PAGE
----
If you've spent any time online, you've no doubt noticed that some URLs look like this and some look like this. What's the difference? Pages served over regular HTTP connections are not encrypted, so bad actors can't intercept your traffic and execute man-in-the-middle attacks and other exploits. Pages served over HTTPS are encrypted, which secures your traffic against malicious activity. In order to implement HTTPS, your site needs an SSL certificate.
And you want to make sure that you are serving all of your pages, front end, back end, and server control panel via the HTTPS protocol. An SSL certificate enables this. Although the technical details are beyond the scope of this course, suffice it to say that serving all of your pages over HTTPS will greatly improve the security of your site. Number six: use SFTP. Similar to using SSL and HTTPS to serve your webpages and content, you should be using SFTP or FTPS instead of regular FTP when transferring files to and from your server.
Regular FTP has been around forever, but it is insecure for some of the same reasons that unencrypted HTTP is insecure. It's much better to protect your data by using SFTP, which stands for secure file transfer protocol. Here is a good resource to learn more. Number seven: write secure code. Of course, if you are a WordPress developer, writing clean, secure code is an absolute must. It's just mission critical to keep your code squeaky clean and written according to the WordPress API.
As a developer, you are the front line of security, where a single bit of bad code can put a multitude of sites at risk. To study up on the WordPress API and coding standards, check out the developer handbook. Number eight: explore plugins. Last but not least, make an effort to explore the vast army of WordPress security plugins. Doing so keeps you current with advancements and possibilities and helps you find plugins that may be perfectly suited for your particular needs.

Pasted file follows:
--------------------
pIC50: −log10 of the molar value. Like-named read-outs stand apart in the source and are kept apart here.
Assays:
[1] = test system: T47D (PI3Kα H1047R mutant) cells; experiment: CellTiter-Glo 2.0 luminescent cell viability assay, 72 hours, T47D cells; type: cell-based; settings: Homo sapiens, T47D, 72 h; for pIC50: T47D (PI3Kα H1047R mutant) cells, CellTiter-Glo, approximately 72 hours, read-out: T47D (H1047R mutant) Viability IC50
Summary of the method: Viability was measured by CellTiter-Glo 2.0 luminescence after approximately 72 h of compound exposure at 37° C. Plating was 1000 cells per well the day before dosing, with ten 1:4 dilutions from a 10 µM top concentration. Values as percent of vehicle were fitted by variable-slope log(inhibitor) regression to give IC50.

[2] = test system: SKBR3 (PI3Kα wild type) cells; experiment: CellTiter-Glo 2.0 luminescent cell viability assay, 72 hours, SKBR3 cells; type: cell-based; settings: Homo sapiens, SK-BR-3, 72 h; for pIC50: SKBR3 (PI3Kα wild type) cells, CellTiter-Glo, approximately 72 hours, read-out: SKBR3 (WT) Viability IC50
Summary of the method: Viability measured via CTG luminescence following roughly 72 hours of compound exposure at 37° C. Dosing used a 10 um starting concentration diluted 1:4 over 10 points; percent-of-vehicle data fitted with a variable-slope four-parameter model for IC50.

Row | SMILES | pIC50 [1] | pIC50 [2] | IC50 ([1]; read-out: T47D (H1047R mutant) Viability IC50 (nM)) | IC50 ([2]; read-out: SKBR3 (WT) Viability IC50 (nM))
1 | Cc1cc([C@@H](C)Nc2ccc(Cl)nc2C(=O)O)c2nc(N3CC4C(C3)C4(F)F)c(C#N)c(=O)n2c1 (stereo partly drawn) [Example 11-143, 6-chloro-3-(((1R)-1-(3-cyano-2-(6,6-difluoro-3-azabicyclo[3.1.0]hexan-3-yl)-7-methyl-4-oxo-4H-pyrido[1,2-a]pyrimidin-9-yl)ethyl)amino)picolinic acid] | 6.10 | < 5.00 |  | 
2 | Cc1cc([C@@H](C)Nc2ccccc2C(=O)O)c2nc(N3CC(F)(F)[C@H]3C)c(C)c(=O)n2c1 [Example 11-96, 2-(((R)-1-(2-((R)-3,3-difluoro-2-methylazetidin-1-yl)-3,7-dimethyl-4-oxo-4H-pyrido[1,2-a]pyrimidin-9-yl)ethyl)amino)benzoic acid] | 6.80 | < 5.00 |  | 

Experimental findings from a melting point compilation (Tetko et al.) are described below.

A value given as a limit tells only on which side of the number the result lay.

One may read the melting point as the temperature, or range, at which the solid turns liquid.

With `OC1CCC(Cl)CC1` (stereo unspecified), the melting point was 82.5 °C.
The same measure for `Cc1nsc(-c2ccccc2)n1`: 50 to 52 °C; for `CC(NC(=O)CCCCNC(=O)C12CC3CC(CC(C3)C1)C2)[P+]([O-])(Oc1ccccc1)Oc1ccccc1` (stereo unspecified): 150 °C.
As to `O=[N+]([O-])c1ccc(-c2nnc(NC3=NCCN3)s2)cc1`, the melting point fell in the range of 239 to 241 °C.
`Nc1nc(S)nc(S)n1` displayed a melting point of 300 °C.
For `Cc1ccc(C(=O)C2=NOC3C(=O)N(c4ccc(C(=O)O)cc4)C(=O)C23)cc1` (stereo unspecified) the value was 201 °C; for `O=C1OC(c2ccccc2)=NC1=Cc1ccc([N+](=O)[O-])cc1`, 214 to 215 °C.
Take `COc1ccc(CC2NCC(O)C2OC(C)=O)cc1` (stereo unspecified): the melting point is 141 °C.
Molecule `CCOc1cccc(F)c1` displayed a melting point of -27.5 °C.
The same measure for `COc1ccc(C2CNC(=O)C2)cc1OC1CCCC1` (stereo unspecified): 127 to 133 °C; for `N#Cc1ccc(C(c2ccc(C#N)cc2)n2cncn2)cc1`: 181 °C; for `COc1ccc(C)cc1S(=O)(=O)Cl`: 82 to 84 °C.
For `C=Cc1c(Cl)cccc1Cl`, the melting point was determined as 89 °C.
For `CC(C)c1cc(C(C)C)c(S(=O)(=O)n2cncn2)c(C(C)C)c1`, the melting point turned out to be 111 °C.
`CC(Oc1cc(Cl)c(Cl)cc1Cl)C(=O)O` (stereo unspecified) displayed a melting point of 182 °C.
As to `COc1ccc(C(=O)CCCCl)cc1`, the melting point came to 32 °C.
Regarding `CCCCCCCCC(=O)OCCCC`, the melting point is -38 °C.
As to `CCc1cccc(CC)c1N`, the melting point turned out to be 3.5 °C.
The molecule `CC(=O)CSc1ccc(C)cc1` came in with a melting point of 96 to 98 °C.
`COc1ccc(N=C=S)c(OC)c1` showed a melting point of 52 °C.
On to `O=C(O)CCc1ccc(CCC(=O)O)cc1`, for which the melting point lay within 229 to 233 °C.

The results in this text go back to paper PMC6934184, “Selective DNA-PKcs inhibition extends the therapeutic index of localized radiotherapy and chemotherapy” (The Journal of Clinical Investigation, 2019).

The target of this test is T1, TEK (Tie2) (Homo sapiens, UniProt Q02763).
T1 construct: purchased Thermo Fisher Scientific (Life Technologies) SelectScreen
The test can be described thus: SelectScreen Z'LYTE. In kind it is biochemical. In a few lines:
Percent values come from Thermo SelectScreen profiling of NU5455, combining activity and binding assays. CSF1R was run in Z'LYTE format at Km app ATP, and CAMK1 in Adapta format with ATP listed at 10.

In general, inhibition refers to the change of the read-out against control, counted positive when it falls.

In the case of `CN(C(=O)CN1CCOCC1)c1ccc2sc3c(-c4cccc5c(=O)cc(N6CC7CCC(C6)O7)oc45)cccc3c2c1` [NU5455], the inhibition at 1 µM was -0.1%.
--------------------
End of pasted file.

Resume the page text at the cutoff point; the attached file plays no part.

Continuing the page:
Here are some examples of some lesser known but useful security plugins. Look-See Security Scanner verifies the integrity of your WordPress installation. Plugin Inspector checks your plugins for vulnerabilities and unsafe code. And Old Core Files deletes old WordPress core files from the server. And of course there are all-in-one type security plugins that try to do it all with a click and so forth. While these types of turnkey plugins can be effective, there are some important points to consider.
With all-in-one type plugins, you have greater risk because if the plugin fails, all security fails. And performance can suffer with plugins that require extensive processing on the server. Also, many all-in-one plugins are super bloated with unnecessary features. And plugin upgrades may introduce unseen vulnerabilities to your site. Basically, using an all-in-one security plugin can make things a little easier, but you may be sacrificing control, performance, and reliability.
In this video, we cover some important things that will help any WordPress user improve their overall security strategy. As you go further with WordPress, these principles and strategies will help you take your site security to the next level.
- Backing up and restoring your site
- Setting up strong passwords
- Understanding users and roles
- Choosing trusted plugins and themes
- Changing and recovering passwords
- Configuring authentication keys
- Securing the login page
- Fighting spam in the comments
- Blocking access and detecting hacks
- Building a firewall for WordPress
- Detecting and blocking bots
- Auditing your WordPress security